Tag Archives: architecture

How new North Beach library rewrites architectural rule book

“Under any circumstances, San Francisco’s newest branch library would be an inviting addition to the North Beach landscape. The exterior is assertive without being flamboyant; the reading room, in its own modest way, is one of the best interior spaces you’ll find in a local civic building. When you consider the obstructions the project had to navigate – a closed-minded crusade that hasn’t yet stopped – the quality of what opens Saturday is even better. The 24th branch library to be built or remodeled since 2007 is small-scale urban architecture at its best, in sync with the past but thoroughly modern in look and feel. Where it pushes the boundary – literally, by extending into what was the 2000 block of Mason Street – the payoff for patrons more than justifies the move.” (via SFGate)

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St. Louis’ Central Library wins honor from American Institute of Architects

“Renovated Central Library has been picked as one of the best library projects of the past two years. The American Institute of Architects chose it and five other libraries across the country for a library building award, the group announced today in a press release. The library, which originally opened in 1912,  is honored with the biennial award from the AIA and the American Library Association. The award celebrates the best in library design by U.S. licensed architects. For the St. Louis library, work was by Cannon Design.” (via St. Louis Post Dispatch)

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Libraries; maintaining a role in the digital world

“By Design’s Janne Ryan spoke with architecture critic Elizabeth Farrelly and architect Tone Wheeler about the powerful connection between knowledge and the design of libraries. As the digital world changes our lives, so too do the design of our libraries and their role. Are they still important?” (via Australian Broadcasting Corporation)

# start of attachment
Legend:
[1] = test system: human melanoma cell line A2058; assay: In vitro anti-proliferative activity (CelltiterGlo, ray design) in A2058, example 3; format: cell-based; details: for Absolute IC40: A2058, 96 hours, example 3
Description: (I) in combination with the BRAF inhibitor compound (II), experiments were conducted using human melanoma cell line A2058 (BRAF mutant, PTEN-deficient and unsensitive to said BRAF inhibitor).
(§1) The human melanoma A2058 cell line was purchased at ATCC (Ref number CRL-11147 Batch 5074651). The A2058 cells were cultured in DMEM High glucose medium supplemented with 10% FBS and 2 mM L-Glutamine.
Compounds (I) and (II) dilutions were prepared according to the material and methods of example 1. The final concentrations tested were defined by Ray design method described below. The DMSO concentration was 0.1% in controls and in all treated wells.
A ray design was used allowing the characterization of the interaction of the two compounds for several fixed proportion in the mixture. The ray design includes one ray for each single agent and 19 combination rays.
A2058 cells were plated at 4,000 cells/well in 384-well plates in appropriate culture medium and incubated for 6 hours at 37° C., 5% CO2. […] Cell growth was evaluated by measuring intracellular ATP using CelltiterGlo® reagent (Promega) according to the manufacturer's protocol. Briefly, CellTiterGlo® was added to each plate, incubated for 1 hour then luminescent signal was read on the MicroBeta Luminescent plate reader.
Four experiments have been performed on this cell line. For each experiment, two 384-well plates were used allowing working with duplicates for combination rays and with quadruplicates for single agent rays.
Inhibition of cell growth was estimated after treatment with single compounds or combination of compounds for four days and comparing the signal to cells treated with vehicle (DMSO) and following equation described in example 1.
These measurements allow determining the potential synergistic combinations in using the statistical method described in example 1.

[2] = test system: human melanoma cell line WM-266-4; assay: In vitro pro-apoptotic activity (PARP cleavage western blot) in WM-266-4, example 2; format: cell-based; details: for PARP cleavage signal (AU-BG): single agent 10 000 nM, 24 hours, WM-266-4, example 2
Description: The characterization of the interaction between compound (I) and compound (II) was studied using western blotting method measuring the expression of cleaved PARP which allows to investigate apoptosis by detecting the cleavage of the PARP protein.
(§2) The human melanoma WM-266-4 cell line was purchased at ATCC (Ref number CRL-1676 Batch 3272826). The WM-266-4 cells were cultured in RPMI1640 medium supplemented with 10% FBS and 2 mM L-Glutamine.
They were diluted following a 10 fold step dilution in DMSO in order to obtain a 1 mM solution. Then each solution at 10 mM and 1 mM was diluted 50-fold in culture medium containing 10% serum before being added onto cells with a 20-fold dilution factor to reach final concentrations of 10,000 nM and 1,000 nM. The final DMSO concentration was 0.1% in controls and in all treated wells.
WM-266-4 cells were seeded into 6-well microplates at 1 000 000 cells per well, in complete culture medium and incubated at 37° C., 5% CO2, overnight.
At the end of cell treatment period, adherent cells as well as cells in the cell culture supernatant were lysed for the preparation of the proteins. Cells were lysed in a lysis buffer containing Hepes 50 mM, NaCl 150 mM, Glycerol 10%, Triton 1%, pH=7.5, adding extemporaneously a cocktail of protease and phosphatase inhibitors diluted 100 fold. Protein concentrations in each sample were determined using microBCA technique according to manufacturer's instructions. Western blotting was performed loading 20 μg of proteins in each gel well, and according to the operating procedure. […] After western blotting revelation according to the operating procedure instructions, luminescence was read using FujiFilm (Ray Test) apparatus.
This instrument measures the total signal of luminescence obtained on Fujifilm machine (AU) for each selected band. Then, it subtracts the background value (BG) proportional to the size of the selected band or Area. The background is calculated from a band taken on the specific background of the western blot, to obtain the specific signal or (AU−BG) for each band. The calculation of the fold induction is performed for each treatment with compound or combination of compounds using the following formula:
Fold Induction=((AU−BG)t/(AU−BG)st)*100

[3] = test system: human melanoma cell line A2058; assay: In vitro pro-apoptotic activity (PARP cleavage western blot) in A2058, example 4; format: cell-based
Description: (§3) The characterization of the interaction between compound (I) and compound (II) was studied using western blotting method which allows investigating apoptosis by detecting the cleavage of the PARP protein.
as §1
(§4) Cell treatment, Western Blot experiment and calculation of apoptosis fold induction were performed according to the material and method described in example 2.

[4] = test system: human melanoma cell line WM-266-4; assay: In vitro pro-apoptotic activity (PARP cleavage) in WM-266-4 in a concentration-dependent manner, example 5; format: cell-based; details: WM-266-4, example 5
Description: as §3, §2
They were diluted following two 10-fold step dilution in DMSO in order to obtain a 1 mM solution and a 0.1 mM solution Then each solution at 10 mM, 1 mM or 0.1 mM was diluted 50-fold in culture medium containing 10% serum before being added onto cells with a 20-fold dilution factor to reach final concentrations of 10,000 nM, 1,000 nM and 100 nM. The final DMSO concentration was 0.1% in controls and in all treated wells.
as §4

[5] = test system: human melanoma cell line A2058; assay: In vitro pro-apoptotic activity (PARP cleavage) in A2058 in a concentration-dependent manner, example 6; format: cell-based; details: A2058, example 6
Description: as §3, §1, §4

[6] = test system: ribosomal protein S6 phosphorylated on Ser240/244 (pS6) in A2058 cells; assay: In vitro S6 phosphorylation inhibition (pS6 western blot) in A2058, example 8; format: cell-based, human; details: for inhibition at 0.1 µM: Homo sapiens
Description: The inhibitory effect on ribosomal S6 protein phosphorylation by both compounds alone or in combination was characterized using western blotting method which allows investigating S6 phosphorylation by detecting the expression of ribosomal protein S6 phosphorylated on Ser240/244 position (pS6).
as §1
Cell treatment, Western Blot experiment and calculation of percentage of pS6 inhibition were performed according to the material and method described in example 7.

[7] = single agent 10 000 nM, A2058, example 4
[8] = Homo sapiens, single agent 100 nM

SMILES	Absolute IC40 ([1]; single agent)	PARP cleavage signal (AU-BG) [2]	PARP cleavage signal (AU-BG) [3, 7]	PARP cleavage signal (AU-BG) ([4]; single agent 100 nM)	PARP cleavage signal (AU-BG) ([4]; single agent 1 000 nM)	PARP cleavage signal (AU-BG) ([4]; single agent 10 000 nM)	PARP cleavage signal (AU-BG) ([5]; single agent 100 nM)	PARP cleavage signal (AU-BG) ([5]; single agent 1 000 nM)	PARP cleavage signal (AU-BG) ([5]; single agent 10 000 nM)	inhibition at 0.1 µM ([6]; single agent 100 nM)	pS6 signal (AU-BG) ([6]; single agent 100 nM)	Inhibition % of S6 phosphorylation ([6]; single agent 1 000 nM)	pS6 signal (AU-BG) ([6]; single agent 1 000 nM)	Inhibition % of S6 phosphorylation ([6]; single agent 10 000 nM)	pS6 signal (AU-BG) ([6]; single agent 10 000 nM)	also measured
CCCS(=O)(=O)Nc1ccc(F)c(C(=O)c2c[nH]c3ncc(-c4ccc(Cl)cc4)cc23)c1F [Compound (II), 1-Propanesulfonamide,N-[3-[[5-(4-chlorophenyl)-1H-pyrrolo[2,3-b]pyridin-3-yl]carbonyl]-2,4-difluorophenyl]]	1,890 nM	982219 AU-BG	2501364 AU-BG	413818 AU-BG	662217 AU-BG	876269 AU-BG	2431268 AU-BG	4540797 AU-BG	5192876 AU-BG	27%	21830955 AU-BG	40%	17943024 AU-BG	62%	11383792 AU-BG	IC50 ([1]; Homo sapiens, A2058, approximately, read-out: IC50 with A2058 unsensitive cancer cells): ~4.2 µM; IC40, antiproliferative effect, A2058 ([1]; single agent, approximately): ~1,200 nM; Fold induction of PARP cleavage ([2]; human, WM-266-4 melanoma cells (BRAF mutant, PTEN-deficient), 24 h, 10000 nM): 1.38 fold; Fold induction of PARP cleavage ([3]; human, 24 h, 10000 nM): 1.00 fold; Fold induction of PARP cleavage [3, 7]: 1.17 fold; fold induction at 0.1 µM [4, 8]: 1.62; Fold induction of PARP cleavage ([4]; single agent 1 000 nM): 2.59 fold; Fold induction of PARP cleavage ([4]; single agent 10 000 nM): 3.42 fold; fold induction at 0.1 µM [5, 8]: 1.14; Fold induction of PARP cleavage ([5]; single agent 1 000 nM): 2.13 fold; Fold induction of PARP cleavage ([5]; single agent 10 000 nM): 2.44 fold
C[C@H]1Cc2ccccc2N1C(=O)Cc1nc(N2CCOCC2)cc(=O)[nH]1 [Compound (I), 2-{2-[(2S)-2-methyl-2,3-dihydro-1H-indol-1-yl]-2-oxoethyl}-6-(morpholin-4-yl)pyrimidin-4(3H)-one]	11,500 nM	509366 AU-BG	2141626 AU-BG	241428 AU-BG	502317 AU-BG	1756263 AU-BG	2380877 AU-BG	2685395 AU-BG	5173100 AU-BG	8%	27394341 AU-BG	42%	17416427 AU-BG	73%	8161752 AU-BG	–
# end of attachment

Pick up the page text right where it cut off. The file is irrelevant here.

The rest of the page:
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The future of libraries? In Japan, elevated study pods encourage conversation

“It can sometimes be difficult to find absolute silence in a library if a noisy student or two decide to be chatty. But that’s not really needed at Japan’s Seikei University thanks to the building’s ingeniously designed isolation spheres (pictured above). Referred to as ‘planets’ these modernly designed elevated rooms can be used for meetings or for group work. Such a futuristic environment certainly looks like an inspiring place for young minds to develop! But why bother to go to such lengths to create these isolation rooms? The sole purpose was to create a new type of library where speaking was not prohibited. In a traditional library, students come in to find books that they’re looking for, and then they proceed to read or work quietly. Seikei University wanted to reinvent their library into a space where students have discussions and exchange opinions about their books.”

via Startup Dating

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